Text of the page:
Contribution to the technological characterization of two widely used Portuguese dimension stones: the ‘Semi-rijo’ and ‘Moca Creme’ stones
Carlos Figueiredo, Rita Folha, António Maurício, Carlos Alves, Luís Aires-Barros, 2010. "Contribution to the technological characterization of two widely used Portuguese dimension stones: the ‘Semi-rijo’ and ‘Moca Creme’ stones", Natural Stone Resources for Historical Monuments, R Přikryl, Á Török
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Stone weathering and durability are two major concerns widely recognized within construction, cultural heritage and monument stone decay assessment and conservation works. This paper aims to complement the technological data on the two commercial varieties of Portuguese dimension stones (‘Semi-rijo’ and ‘Moca Creme’), widely used in pavement and cladding inside and outside buildings. New data on the pore structures (fluid transport–related properties) and the durability (salt crystallization tests) of these limestones are presented. The pore structure was studied by a combined application of optical microscopy, scanning electron microscopy and mercury injection porosimetry. Fluid migration physical tests (open and free porosity, capillary imbibition and Hirschwald coefficient) were also performed, according to Portuguese and French standards. The resistance to salt crystallization was determined using the Portuguese standard NP EN 12370. An integrated analysis of all data has allowed a comparison of the results of the durability tests with characteristics of the pore network and properties related to fluid transport as well as petrographical features of the stones. The open porosity and freely-interconnected pores accessible to water after 48 hours (N48) seem to be the main features controlling their durability.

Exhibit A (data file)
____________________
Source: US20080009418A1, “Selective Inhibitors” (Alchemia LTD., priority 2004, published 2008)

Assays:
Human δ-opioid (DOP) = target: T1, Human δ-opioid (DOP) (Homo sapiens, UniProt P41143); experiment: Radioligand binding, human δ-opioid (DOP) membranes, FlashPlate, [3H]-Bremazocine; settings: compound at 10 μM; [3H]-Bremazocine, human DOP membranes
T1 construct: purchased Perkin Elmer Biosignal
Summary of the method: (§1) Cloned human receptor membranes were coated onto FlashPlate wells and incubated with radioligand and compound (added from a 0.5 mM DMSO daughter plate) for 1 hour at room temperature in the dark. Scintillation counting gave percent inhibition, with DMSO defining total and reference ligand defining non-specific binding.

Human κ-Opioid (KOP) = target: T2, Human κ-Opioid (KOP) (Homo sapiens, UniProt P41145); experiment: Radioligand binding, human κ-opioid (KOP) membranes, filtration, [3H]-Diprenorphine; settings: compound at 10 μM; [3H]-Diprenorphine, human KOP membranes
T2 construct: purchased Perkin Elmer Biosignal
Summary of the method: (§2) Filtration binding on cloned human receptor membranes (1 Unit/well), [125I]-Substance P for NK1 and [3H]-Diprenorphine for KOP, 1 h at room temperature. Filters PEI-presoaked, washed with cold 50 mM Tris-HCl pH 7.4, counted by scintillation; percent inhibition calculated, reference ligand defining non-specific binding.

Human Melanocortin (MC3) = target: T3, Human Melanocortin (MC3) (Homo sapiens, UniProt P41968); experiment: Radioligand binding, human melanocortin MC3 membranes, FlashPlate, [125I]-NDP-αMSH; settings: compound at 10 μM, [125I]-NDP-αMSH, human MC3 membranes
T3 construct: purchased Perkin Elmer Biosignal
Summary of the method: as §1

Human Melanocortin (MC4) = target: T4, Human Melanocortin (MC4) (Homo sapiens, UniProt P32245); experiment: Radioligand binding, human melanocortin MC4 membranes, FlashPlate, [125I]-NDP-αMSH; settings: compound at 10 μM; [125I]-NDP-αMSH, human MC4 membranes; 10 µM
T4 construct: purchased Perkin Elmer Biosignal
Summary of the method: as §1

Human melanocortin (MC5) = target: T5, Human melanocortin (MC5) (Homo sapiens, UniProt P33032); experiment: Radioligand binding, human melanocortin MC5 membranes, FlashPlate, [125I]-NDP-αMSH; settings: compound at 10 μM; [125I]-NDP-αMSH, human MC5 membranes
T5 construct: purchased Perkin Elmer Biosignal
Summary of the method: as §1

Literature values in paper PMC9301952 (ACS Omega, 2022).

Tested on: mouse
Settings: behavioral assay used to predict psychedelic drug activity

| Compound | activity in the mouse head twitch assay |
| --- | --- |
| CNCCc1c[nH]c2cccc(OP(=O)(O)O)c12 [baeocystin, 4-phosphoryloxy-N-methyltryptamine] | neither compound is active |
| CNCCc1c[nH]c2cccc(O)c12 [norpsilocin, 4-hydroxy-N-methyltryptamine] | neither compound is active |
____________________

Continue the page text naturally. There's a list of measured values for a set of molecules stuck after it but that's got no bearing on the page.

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Natural stone is considered to be a versatile, durable and aesthetically pleasing building material. From the beginning of civilization, important structures and monuments have been built from, or based on, natural stone. Until the end of the nineteenth century, the use of local stone resources was mostly in balance with the local environment. Strict environmental legislation has resulted in the closing of many long-standing quarries in industrialized countries, which has led to a shortage of traditional stone varieties. This has caused problems for restoration practice. Cheap, imported stone from less industrialized countries has become more widely available in recent years.
Some of the issues related to built stone conservation and restoration covered by this volume are: the establishment of inventories of possible replacement stones; understanding the decay mechanism and use of preventive conservation methods for slowing down decay processes; evaluation of the properties of natural stone; and assessing the risks of using replacement stones of different qualities.